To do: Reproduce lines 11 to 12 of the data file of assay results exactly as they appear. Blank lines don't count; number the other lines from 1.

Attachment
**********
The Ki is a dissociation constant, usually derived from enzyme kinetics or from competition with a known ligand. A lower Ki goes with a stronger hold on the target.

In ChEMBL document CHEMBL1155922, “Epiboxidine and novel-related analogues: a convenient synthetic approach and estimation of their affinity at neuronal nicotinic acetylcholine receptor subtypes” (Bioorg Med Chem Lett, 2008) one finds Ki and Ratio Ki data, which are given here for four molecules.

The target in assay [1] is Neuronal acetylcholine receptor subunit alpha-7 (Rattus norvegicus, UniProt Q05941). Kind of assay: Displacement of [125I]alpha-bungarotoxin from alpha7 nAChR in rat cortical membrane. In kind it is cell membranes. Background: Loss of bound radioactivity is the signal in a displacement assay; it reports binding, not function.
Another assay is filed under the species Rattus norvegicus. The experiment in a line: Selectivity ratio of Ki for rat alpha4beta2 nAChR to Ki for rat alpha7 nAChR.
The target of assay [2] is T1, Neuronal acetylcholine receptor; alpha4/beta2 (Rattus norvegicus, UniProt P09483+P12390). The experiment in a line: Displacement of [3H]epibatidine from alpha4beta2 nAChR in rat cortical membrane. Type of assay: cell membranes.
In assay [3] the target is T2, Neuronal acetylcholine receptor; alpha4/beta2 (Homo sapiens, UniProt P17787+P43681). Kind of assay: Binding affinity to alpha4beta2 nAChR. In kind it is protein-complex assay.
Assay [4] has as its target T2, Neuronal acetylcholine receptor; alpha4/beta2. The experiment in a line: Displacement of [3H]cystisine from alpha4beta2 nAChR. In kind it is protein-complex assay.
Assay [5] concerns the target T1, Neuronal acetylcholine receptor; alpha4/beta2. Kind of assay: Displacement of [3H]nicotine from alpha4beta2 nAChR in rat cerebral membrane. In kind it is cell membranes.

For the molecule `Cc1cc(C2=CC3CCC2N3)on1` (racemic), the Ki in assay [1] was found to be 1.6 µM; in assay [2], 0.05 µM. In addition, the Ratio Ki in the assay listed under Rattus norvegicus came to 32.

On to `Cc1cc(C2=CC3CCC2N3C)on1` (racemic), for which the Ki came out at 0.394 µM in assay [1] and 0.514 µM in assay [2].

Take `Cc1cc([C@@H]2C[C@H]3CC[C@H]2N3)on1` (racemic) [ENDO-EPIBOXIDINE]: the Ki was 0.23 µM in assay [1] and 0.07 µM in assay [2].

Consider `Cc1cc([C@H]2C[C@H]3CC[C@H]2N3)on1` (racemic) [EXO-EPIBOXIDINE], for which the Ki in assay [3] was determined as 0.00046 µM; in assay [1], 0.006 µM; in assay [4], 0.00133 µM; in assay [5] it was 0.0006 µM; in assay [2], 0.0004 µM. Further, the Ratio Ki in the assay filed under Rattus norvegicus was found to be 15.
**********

Take `Cc1cc([C@@H]2C[C@H]3CC[C@H]2N3)on1` (racemic) [ENDO-EPIBOXIDINE]: the Ki was 0.23 µM in assay [1] and 0.07 µM in assay [2].

Consider `Cc1cc([C@H]2C[C@H]3CC[C@H]2N3)on1` (racemic) [EXO-EPIBOXIDINE], for which the Ki in assay [3] was determined as 0.00046 µM; in assay [1], 0.006 µM; in assay [4], 0.00133 µM; in assay [5] it was 0.0006 µM; in assay [2], 0.0004 µM. Further, the Ratio Ki in the assay filed under Rattus norvegicus was found to be 15.